No, it isn't. It's just an exercise bike that fits under a desk [slimgeek.com] . It makes pedaling while working convenient, giving you something to do to keep your legs and heart entertained while you do your work, but doesn't make it mandatory.

Re:have to pedal to run the computer? no. (1)

GotenXiao (863190) | more than 7 years ago | (#16371419)

Listen to heavy metal with double bass. Try and keep up.

I recommend Fear Factory for that; works a treat (although anyone below you might object to hear THUDTHUDTHUDTHUDTHUDTHUD...THUDTHUDTHUDTHUDTHUDTHU D...THUDTHUDTHUDTHUDTHUDTHUDTHUDTHUDTHUDTHUDTHUDTH UDTHUD for long periods of time).

I have a better way. (0)

Anonymous Coward | more than 7 years ago | (#16371123)

It's called getting off my butt every so often then going outside, and interacting with the outside world.

Peddle? (1)

Pinback (80041) | more than 7 years ago | (#16371125)

You have to sell the exercise bike to keep the PC running? Oh, you meant pedal?

The Hacker's Diet (3, Informative)

GillBates0 (664202) | more than 7 years ago | (#16371133)

And while we're talking about geeks and Obesity, let's not forget The Hacker's Diet [fourmilab.ch] . In my experience, it's a sensible and effective way for people with a sedantary lifestyle to lose weight safely, effectively and sensibily. Some comments in this related Slashdot article [slashdot.org] are helpful too.

Re:The Hacker's Diet (0)

Anonymous Coward | more than 7 years ago | (#16371973)

Here's another, simpler, article on eating well:

http://www.gymjunkie.com/ShowArticle.aspx?articlei d=16 [gymjunkie.com]

That will keep you fit ... (3, Funny)

richg74 (650636) | more than 7 years ago | (#16371151)

a workstation with built-on exercise bike that you have to peddle to run the computer.

If you have to peddle it door-to-door, that will definitely keep you fit, especially in rural areas. It probably works in urban areas, too: the houses are closer together, but the people are more resistant to peddlers. But what do you do to keep fit after you make a sale ?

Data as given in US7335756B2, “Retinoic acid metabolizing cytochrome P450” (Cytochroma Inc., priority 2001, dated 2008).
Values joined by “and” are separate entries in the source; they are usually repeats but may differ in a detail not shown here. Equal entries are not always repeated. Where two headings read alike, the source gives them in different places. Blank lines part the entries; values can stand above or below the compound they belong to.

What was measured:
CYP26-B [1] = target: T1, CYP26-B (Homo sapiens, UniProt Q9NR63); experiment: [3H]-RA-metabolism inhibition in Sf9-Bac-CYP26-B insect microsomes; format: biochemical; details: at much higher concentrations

Re:That will keep you fit ... (1)

HermanAB (661181) | more than 7 years ago | (#16371797)

Use the profit to buy another. You'll finally have a profitable geek business and stay fit too.

Training (1)

markh1967 (315861) | more than 7 years ago | (#16371153)

This plus a copy of World of Warcraft would be perfect for training for the next marathon.

Reminds me of... (2, Interesting)

AKAImBatman (238306) | more than 7 years ago | (#16371163)

...the Atari Puffer [atariprotos.com] . That was not a saleable idea either.

Cycle? (2, Insightful)

ackthpt (218170) | more than 7 years ago | (#16371165)

Must be a pretty light work-out, or you have a fan blowing on you. I've worked out on exercise bikes and the one thing you get lots of is sweat. Not perspiration, but highly corrosive sweat. Doesn't seem a good mating of things.

Very important to cool legs while riding cycle. (2, Interesting)

Ungrounded Lightning (62228) | more than 7 years ago | (#16371555)

If you're going to use a stationary bike for exercise, I strongly recommend a small fan blowing against your legs - especially the uppor portions, and that you wear shorts. Cooling the leg muscles greatly increases your power and endurance - far more than the power cost of the fan if you happen to be pedal-generating.

That's why stationary exercise bicycles sometimes have a blower, and why (absent the blower) riding an actual bicycle outdoors burns FAR more calories than riding a stationary bicycle indoors.

It's also why humans have essentially bare legs, with only enough hair for lubrication, in the first place, and why nothing is worn under kilts (which protect legs from sharp vegitation without impeding cooling): We cool better and can thus jog after most large fur-covered four-leggers until they collapse from overheating into a panting, pre-tenderized, almost self-cooked banquet.